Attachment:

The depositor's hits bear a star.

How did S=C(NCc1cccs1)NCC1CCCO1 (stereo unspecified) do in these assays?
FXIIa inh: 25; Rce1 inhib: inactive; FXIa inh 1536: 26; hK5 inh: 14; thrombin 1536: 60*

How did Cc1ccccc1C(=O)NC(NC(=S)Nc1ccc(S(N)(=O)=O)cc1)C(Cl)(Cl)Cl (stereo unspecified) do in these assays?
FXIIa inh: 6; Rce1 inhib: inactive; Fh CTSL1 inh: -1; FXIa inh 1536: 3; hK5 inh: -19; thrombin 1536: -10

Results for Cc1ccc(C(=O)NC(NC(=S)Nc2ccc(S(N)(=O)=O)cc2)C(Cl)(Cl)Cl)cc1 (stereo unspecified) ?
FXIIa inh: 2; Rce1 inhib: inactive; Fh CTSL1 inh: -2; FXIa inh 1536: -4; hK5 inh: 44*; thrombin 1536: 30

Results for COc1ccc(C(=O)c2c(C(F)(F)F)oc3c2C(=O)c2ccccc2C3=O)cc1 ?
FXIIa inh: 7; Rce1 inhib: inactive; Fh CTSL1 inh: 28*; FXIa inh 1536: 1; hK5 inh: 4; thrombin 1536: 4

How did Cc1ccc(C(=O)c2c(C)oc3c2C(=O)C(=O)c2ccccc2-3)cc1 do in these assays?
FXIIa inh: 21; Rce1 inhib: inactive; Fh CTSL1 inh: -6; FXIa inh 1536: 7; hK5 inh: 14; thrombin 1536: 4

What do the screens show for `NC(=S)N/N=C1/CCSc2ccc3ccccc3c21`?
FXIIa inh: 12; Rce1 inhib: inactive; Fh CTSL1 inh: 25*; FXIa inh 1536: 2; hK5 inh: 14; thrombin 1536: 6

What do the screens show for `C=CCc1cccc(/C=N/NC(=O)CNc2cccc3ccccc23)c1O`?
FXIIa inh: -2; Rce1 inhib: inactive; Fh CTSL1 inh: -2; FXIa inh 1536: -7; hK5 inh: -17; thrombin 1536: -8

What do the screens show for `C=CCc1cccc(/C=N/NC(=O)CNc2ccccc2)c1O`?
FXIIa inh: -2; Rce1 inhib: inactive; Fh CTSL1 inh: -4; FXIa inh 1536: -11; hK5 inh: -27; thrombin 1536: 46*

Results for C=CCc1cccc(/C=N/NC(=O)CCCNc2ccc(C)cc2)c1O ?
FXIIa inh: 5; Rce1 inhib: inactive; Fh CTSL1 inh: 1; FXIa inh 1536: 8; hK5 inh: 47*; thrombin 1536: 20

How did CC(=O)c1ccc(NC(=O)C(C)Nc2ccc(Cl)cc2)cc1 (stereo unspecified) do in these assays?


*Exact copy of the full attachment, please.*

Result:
The depositor's hits bear a star.

How did S=C(NCc1cccs1)NCC1CCCO1 (stereo unspecified) do in these assays?
FXIIa inh: 25; Rce1 inhib: inactive; FXIa inh 1536: 26; hK5 inh: 14; thrombin 1536: 60*

How did Cc1ccccc1C(=O)NC(NC(=S)Nc1ccc(S(N)(=O)=O)cc1)C(Cl)(Cl)Cl (stereo unspecified) do in these assays?
FXIIa inh: 6; Rce1 inhib: inactive; Fh CTSL1 inh: -1; FXIa inh 1536: 3; hK5 inh: -19; thrombin 1536: -10

Results for Cc1ccc(C(=O)NC(NC(=S)Nc2ccc(S(N)(=O)=O)cc2)C(Cl)(Cl)Cl)cc1 (stereo unspecified) ?
FXIIa inh: 2; Rce1 inhib: inactive; Fh CTSL1 inh: -2; FXIa inh 1536: -4; hK5 inh: 44*; thrombin 1536: 30

Results for COc1ccc(C(=O)c2c(C(F)(F)F)oc3c2C(=O)c2ccccc2C3=O)cc1 ?
FXIIa inh: 7; Rce1 inhib: inactive; Fh CTSL1 inh: 28*; FXIa inh 1536: 1; hK5 inh: 4; thrombin 1536: 4

How did Cc1ccc(C(=O)c2c(C)oc3c2C(=O)C(=O)c2ccccc2-3)cc1 do in these assays?
FXIIa inh: 21; Rce1 inhib: inactive; Fh CTSL1 inh: -6; FXIa inh 1536: 7; hK5 inh: 14; thrombin 1536: 4

What do the screens show for `NC(=S)N/N=C1/CCSc2ccc3ccccc3c21`?
FXIIa inh: 12; Rce1 inhib: inactive; Fh CTSL1 inh: 25*; FXIa inh 1536: 2; hK5 inh: 14; thrombin 1536: 6

What do the screens show for `C=CCc1cccc(/C=N/NC(=O)CNc2cccc3ccccc23)c1O`?
FXIIa inh: -2; Rce1 inhib: inactive; Fh CTSL1 inh: -2; FXIa inh 1536: -7; hK5 inh: -17; thrombin 1536: -8

What do the screens show for `C=CCc1cccc(/C=N/NC(=O)CNc2ccccc2)c1O`?
FXIIa inh: -2; Rce1 inhib: inactive; Fh CTSL1 inh: -4; FXIa inh 1536: -11; hK5 inh: -27; thrombin 1536: 46*

Results for C=CCc1cccc(/C=N/NC(=O)CCCNc2ccc(C)cc2)c1O ?
FXIIa inh: 5; Rce1 inhib: inactive; Fh CTSL1 inh: 1; FXIa inh 1536: 8; hK5 inh: 47*; thrombin 1536: 20

How did CC(=O)c1ccc(NC(=O)C(C)Nc2ccc(Cl)cc2)cc1 (stereo unspecified) do in these assays?